By Thomas Kuehhas
Once a year, Waterford holds its famous fair (this year Oct. 6-8), but year-round the village honors its African-American history.
Founded c. 1733 by Quakers from Pennsylvania, followed by Scotch-Irish Presbyterians and German Lutherans, Waterford became a bustling commercial town, supporting a prosperous quarter of Loudoun County. By 1762, the ethnic mix included African-Americans, some enslaved, and some free—a rarity elsewhere in Virginia. By 1830, African-Americans headed a fourth of Waterford’s free households, giving Waterford the largest antebellum free black population in the county.
Today, the village retains several architectural treasures related to the African-American community, including a one-room school and the John Wesley Community Church. As part of its mission to protect the National Historic Landmark village, the nonprofit Waterford Foundation works to preserve these buildings and the integrity of their rural village setting. This fall, the Foundation will debut the “Lantern Light Fund” to support the preservation of the sites and stories of Waterford’s African-American heritage. Honoring the tremendous effort of the Wesley Church builders, the money raised will be used to preserve the historic buildings and enable the Foundation to share Waterford’s rich African-American history with the public.
In 1867, a consortium comprised of the Freedman’s Bureau, a black Educational Board, and local Quakers purchased land in Waterford for $75 to construct a new school. The administrative name for the school was “Colored School A” of Jefferson District, but it was known in the community as “the school on Second Street.”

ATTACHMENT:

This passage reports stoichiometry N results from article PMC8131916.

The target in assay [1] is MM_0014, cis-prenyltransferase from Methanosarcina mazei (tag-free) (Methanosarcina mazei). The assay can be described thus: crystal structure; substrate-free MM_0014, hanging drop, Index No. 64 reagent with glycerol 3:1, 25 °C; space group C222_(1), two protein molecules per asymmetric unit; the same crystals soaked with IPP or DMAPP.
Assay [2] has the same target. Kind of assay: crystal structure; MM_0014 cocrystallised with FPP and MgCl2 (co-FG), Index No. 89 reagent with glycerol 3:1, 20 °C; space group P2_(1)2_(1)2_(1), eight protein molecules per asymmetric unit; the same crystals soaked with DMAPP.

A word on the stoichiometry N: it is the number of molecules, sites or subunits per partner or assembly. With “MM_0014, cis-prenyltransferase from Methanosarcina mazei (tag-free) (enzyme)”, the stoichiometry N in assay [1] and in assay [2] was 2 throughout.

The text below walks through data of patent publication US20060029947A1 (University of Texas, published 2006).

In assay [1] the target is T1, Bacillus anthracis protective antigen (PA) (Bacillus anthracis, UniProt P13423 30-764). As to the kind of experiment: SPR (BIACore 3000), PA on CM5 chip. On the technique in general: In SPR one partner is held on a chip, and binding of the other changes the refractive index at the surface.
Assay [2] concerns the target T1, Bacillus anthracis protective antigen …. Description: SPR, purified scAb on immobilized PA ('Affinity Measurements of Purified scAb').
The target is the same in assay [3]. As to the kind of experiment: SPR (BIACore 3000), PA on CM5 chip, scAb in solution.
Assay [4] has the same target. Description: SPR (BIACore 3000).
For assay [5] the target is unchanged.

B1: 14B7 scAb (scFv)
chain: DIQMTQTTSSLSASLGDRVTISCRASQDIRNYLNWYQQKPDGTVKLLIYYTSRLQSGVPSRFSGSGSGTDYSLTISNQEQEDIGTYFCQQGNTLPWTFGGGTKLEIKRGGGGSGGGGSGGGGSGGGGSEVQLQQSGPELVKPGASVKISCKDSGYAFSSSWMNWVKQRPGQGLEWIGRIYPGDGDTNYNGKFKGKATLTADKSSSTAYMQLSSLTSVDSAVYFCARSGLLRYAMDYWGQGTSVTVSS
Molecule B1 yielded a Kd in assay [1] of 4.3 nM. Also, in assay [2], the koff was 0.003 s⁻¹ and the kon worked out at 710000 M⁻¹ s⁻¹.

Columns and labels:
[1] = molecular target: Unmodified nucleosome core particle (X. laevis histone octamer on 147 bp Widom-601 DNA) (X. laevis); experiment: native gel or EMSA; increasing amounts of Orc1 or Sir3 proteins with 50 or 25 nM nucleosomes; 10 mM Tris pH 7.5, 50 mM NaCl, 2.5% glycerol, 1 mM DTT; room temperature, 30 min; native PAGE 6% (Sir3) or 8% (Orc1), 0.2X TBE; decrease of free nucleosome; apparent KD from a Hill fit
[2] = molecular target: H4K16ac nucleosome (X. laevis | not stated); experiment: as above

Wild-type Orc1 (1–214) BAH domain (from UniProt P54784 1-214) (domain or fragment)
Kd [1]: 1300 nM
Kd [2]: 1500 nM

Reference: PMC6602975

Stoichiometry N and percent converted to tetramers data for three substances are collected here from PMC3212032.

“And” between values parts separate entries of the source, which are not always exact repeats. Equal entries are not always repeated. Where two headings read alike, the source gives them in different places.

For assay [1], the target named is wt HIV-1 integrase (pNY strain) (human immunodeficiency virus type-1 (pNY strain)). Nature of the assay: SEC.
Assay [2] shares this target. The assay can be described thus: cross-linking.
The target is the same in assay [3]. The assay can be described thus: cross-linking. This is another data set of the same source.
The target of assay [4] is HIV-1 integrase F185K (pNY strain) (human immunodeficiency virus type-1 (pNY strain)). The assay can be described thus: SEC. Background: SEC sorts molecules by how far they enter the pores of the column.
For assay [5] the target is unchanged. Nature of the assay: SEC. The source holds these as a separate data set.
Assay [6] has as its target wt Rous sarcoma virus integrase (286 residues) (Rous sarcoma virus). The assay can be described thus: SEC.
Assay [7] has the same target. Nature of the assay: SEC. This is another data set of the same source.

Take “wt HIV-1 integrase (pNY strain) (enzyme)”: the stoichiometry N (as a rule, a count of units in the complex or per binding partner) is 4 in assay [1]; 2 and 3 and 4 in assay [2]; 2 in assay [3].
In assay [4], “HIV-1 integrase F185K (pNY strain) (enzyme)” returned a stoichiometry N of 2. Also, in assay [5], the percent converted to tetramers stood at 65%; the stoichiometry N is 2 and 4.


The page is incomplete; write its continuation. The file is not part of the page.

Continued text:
The first year’s session opened in October 1867, and records indicate that 63 students enrolled; twenty-eight were older than 16. The first teacher was Miss Sarah Ann Steer, a Quaker who lived down the street, and who had begun teaching pupils at her own home in 1865. Subsequent teachers were from the black community.
The school became part of the newly established Virginia public school system in 1870 and continued as a school for African-Americans until it was closed in 1957. The Waterford Foundation purchased the school in 1977 and uses it today as part of the Second Street School Living History program. Since 1984, more than 50,000 students have participated, playing the roles of African-American children of Waterford who attended the school in 1880.
The village’s African-American community also used the schoolhouse as a church, but soon outgrew the space. The John Wesley Community Church was built in 1891, with the congregation doing most of the construction work themselves. Descendants today share stories of women holding lanterns for the men to work late into the evenings after a hard day’s work elsewhere. The church became the religious and social center of village life for the black community and remained so until the late 1960s, when the young people migrated to the cities. It was not long before the church stood vacant—cared for but unused.
Before the last church trustee died, the Waterford Foundation agreed to take title of the building to ensure its preservation. The Foundation has since worked to restore the building to its original appearance. The John Wesley Community Church is a strong visual presence in the village of Waterford and its history makes it one of the most important contributing structures to the Waterford National Historic Landmark. Join the Foundation and Board of Supervisors Chair Phyllis Randall for an ice cream social and educational exhibit on Sept. 9 to kick off the Lantern Light Fund, and help preserve this part of our cultural heritage.
Thomas Kuehhas is executive director of the Waterford Foundation. To learn more about the Foundation, go to waterfordfoundation.org. In Our Backyard is compiled by the Loudoun County Preservation and Conservation Coalition. To learn more about the organization, or to participate in the Rural Roads Initiative, go to loudouncoalition.org.